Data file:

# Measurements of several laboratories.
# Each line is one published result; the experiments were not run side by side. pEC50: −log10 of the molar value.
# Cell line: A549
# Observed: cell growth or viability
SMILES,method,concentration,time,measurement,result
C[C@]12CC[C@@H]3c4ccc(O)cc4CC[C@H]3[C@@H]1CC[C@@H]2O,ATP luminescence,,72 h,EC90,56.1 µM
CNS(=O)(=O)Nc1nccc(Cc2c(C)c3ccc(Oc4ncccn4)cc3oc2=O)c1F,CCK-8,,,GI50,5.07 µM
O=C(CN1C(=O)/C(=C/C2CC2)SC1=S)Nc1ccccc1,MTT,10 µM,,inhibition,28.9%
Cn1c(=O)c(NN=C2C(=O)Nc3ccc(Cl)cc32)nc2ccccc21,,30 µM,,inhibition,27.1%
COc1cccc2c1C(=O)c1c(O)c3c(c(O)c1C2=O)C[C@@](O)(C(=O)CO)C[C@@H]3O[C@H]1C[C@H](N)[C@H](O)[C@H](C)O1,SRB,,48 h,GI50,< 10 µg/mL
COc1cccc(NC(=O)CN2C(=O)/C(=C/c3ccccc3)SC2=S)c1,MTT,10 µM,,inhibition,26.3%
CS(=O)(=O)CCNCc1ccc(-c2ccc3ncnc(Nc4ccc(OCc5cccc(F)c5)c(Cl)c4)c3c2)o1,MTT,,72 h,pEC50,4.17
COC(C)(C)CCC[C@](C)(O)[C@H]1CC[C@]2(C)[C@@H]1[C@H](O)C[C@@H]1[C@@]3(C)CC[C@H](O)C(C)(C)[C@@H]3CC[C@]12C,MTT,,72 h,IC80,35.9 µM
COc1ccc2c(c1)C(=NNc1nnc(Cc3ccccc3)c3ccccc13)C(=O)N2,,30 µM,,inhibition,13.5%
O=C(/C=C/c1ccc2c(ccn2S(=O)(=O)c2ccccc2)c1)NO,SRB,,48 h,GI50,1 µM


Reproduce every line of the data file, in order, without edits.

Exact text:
# Measurements of several laboratories.
# Each line is one published result; the experiments were not run side by side. pEC50: −log10 of the molar value.
# Cell line: A549
# Observed: cell growth or viability
SMILES,method,concentration,time,measurement,result
C[C@]12CC[C@@H]3c4ccc(O)cc4CC[C@H]3[C@@H]1CC[C@@H]2O,ATP luminescence,,72 h,EC90,56.1 µM
CNS(=O)(=O)Nc1nccc(Cc2c(C)c3ccc(Oc4ncccn4)cc3oc2=O)c1F,CCK-8,,,GI50,5.07 µM
O=C(CN1C(=O)/C(=C/C2CC2)SC1=S)Nc1ccccc1,MTT,10 µM,,inhibition,28.9%
Cn1c(=O)c(NN=C2C(=O)Nc3ccc(Cl)cc32)nc2ccccc21,,30 µM,,inhibition,27.1%
COc1cccc2c1C(=O)c1c(O)c3c(c(O)c1C2=O)C[C@@](O)(C(=O)CO)C[C@@H]3O[C@H]1C[C@H](N)[C@H](O)[C@H](C)O1,SRB,,48 h,GI50,< 10 µg/mL
COc1cccc(NC(=O)CN2C(=O)/C(=C/c3ccccc3)SC2=S)c1,MTT,10 µM,,inhibition,26.3%
CS(=O)(=O)CCNCc1ccc(-c2ccc3ncnc(Nc4ccc(OCc5cccc(F)c5)c(Cl)c4)c3c2)o1,MTT,,72 h,pEC50,4.17
COC(C)(C)CCC[C@](C)(O)[C@H]1CC[C@]2(C)[C@@H]1[C@H](O)C[C@@H]1[C@@]3(C)CC[C@H](O)C(C)(C)[C@@H]3CC[C@]12C,MTT,,72 h,IC80,35.9 µM
COc1ccc2c(c1)C(=NNc1nnc(Cc3ccccc3)c3ccccc13)C(=O)N2,,30 µM,,inhibition,13.5%
O=C(/C=C/c1ccc2c(ccn2S(=O)(=O)c2ccccc2)c1)NO,SRB,,48 h,GI50,1 µM